Management level in most media houses has asked for responsive design at least once or twice during the past couple of years. Some ask for it because they like the way the site goes “pop” into mobile-mode when you change the browser size.
The site going pop being a nice feature and all, it still is not a sound case for business investments.
Responsive design is partly about saving costs and partly about keeping developers happy playing around with new and modern technology. Consolidating code-bases – a side effect of responsive design – is a wet dream for developers, and it can in some cases lower development and maintenance time, and thus also cost.
As with all technology, you’ll need to find out for yourself whether it has the right characteristics and effects for your products. For that end, I’ll provide a list of such characteristics and their possible effects.
- can complicate placement/sizes of advertisements.
- does not imply a better design than unresponsive. In most cases it does imply a redesign, though, but you can redesign motivated by other goals than responsiveness.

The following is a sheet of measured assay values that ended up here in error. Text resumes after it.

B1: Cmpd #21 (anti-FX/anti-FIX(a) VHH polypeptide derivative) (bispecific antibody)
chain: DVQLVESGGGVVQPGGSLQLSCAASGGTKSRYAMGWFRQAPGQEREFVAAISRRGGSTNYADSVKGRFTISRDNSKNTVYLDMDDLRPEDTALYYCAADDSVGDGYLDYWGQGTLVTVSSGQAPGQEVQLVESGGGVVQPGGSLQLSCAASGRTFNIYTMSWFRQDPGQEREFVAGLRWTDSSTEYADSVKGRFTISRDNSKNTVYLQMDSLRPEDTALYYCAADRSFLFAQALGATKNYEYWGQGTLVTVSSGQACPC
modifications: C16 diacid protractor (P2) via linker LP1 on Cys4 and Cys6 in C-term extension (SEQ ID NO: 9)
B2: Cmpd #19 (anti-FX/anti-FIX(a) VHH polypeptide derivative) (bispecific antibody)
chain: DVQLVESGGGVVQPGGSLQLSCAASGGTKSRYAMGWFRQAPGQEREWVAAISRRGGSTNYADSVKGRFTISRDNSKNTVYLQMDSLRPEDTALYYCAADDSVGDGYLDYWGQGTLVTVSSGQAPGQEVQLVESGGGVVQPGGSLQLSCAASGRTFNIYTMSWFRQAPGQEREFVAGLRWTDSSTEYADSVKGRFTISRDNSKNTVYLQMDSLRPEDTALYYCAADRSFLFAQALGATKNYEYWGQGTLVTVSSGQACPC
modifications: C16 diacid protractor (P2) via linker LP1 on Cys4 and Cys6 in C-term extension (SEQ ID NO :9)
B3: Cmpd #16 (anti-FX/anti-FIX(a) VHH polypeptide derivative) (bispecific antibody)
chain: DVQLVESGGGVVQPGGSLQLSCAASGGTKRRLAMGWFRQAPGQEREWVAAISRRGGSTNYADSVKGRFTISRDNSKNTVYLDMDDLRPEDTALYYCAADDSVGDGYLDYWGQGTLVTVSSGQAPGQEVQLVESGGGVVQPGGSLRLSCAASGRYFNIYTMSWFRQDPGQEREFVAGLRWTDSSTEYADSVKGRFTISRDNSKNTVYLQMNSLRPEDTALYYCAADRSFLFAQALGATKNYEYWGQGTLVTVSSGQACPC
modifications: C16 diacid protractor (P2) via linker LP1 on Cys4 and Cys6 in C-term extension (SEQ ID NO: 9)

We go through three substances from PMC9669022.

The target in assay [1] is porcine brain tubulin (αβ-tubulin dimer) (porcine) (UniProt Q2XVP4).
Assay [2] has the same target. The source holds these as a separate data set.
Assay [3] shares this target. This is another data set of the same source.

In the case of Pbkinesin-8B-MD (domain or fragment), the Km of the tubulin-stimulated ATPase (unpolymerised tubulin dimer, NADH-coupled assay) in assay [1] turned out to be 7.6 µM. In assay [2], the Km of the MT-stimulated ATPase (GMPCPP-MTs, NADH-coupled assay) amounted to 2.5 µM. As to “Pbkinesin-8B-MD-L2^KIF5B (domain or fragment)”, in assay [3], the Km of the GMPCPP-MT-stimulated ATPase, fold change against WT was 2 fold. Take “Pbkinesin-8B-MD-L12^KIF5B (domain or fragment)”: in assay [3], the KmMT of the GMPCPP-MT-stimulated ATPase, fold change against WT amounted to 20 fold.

- makes your desktop and mobile site interdependent. Are your mobile and desktop product similar enough to reap the benefits of such interdependency? Changes in shared code implies testing of all supported widths before deploying, which is more work.
- usually yields quite inspiring results for developers, something to flash to management is always quite nice (note that “nice” is not a business critical feature).
Don’t make responsive sites just because you can (or just because it goes “pop”.) Consider the effects and consequences of it and think how they apply to your products. Then make your call.
Responsive design can be a silver bullet heading straight away from, or straight towards you, based on which products you decide to apply it to.
Geir Berset, Aptoma